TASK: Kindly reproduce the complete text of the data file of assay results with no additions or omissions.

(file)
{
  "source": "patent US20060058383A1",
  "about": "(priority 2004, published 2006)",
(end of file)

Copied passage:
{
  "source": "patent US20060058383A1",
  "about": "(priority 2004, published 2006)",